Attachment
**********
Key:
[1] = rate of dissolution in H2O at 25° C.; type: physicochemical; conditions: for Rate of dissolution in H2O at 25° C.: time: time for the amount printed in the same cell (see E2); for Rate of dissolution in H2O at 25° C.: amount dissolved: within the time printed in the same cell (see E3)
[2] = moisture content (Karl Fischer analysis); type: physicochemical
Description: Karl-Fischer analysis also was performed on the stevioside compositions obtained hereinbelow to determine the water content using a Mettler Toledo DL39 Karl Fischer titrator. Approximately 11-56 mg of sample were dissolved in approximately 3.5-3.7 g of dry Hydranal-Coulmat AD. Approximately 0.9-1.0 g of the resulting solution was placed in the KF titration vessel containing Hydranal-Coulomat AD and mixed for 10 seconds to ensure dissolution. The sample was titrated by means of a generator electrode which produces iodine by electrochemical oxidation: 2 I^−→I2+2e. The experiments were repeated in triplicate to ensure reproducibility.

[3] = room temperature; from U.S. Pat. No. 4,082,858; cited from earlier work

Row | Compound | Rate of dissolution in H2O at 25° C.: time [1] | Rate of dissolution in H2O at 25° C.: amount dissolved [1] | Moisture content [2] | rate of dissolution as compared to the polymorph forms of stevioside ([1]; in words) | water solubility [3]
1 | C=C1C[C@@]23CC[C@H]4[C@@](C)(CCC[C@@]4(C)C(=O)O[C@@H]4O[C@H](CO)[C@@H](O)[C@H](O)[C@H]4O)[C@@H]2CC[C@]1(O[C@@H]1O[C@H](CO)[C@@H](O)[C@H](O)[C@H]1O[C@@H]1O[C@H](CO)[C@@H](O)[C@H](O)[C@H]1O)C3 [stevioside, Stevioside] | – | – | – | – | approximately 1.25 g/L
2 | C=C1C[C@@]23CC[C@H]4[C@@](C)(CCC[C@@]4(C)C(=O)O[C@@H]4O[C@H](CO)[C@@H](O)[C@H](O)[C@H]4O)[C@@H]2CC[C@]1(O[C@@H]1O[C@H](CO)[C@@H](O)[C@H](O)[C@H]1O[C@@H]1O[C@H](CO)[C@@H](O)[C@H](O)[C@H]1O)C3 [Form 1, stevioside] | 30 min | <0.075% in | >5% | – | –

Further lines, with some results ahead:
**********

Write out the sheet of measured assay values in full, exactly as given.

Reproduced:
Key:
[1] = rate of dissolution in H2O at 25° C.; type: physicochemical; conditions: for Rate of dissolution in H2O at 25° C.: time: time for the amount printed in the same cell (see E2); for Rate of dissolution in H2O at 25° C.: amount dissolved: within the time printed in the same cell (see E3)
[2] = moisture content (Karl Fischer analysis); type: physicochemical
Description: Karl-Fischer analysis also was performed on the stevioside compositions obtained hereinbelow to determine the water content using a Mettler Toledo DL39 Karl Fischer titrator. Approximately 11-56 mg of sample were dissolved in approximately 3.5-3.7 g of dry Hydranal-Coulmat AD. Approximately 0.9-1.0 g of the resulting solution was placed in the KF titration vessel containing Hydranal-Coulomat AD and mixed for 10 seconds to ensure dissolution. The sample was titrated by means of a generator electrode which produces iodine by electrochemical oxidation: 2 I^−→I2+2e. The experiments were repeated in triplicate to ensure reproducibility.

[3] = room temperature; from U.S. Pat. No. 4,082,858; cited from earlier work

Row | Compound | Rate of dissolution in H2O at 25° C.: time [1] | Rate of dissolution in H2O at 25° C.: amount dissolved [1] | Moisture content [2] | rate of dissolution as compared to the polymorph forms of stevioside ([1]; in words) | water solubility [3]
1 | C=C1C[C@@]23CC[C@H]4[C@@](C)(CCC[C@@]4(C)C(=O)O[C@@H]4O[C@H](CO)[C@@H](O)[C@H](O)[C@H]4O)[C@@H]2CC[C@]1(O[C@@H]1O[C@H](CO)[C@@H](O)[C@H](O)[C@H]1O[C@@H]1O[C@H](CO)[C@@H](O)[C@H](O)[C@H]1O)C3 [stevioside, Stevioside] | – | – | – | – | approximately 1.25 g/L
2 | C=C1C[C@@]23CC[C@H]4[C@@](C)(CCC[C@@]4(C)C(=O)O[C@@H]4O[C@H](CO)[C@@H](O)[C@H](O)[C@H]4O)[C@@H]2CC[C@]1(O[C@@H]1O[C@H](CO)[C@@H](O)[C@H](O)[C@H]1O[C@@H]1O[C@H](CO)[C@@H](O)[C@H](O)[C@H]1O)C3 [Form 1, stevioside] | 30 min | <0.075% in | >5% | – | –

Further lines, with some results ahead: